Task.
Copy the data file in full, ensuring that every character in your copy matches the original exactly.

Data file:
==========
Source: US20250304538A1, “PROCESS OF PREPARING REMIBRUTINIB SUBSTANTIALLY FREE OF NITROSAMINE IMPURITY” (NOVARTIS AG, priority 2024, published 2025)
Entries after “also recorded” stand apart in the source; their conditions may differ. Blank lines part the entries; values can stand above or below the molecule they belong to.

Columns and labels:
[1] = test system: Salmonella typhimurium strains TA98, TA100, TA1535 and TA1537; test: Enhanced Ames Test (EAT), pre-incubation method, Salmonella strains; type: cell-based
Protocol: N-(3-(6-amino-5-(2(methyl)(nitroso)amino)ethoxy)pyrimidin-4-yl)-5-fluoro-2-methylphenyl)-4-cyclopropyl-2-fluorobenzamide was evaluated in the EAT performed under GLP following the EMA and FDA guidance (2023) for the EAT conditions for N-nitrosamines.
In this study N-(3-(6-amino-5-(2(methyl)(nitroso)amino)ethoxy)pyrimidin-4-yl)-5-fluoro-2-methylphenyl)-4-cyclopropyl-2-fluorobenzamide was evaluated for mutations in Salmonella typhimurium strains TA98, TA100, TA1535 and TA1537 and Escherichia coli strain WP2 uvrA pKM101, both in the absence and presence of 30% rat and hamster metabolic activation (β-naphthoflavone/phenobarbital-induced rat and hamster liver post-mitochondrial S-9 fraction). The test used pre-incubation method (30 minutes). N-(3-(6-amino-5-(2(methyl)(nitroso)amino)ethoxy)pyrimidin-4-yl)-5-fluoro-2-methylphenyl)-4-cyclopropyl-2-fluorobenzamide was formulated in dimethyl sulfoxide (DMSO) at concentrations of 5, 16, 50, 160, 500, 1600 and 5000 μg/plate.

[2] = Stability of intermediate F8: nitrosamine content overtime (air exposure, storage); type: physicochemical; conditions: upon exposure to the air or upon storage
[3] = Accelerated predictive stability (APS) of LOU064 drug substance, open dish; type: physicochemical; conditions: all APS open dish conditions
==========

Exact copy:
Source: US20250304538A1, “PROCESS OF PREPARING REMIBRUTINIB SUBSTANTIALLY FREE OF NITROSAMINE IMPURITY” (NOVARTIS AG, priority 2024, published 2025)
Entries after “also recorded” stand apart in the source; their conditions may differ. Blank lines part the entries; values can stand above or below the molecule they belong to.

Columns and labels:
[1] = test system: Salmonella typhimurium strains TA98, TA100, TA1535 and TA1537; test: Enhanced Ames Test (EAT), pre-incubation method, Salmonella strains; type: cell-based
Protocol: N-(3-(6-amino-5-(2(methyl)(nitroso)amino)ethoxy)pyrimidin-4-yl)-5-fluoro-2-methylphenyl)-4-cyclopropyl-2-fluorobenzamide was evaluated in the EAT performed under GLP following the EMA and FDA guidance (2023) for the EAT conditions for N-nitrosamines.
In this study N-(3-(6-amino-5-(2(methyl)(nitroso)amino)ethoxy)pyrimidin-4-yl)-5-fluoro-2-methylphenyl)-4-cyclopropyl-2-fluorobenzamide was evaluated for mutations in Salmonella typhimurium strains TA98, TA100, TA1535 and TA1537 and Escherichia coli strain WP2 uvrA pKM101, both in the absence and presence of 30% rat and hamster metabolic activation (β-naphthoflavone/phenobarbital-induced rat and hamster liver post-mitochondrial S-9 fraction). The test used pre-incubation method (30 minutes). N-(3-(6-amino-5-(2(methyl)(nitroso)amino)ethoxy)pyrimidin-4-yl)-5-fluoro-2-methylphenyl)-4-cyclopropyl-2-fluorobenzamide was formulated in dimethyl sulfoxide (DMSO) at concentrations of 5, 16, 50, 160, 500, 1600 and 5000 μg/plate.

[2] = Stability of intermediate F8: nitrosamine content overtime (air exposure, storage); type: physicochemical; conditions: upon exposure to the air or upon storage
[3] = Accelerated predictive stability (APS) of LOU064 drug substance, open dish; type: physicochemical; conditions: all APS open dish conditions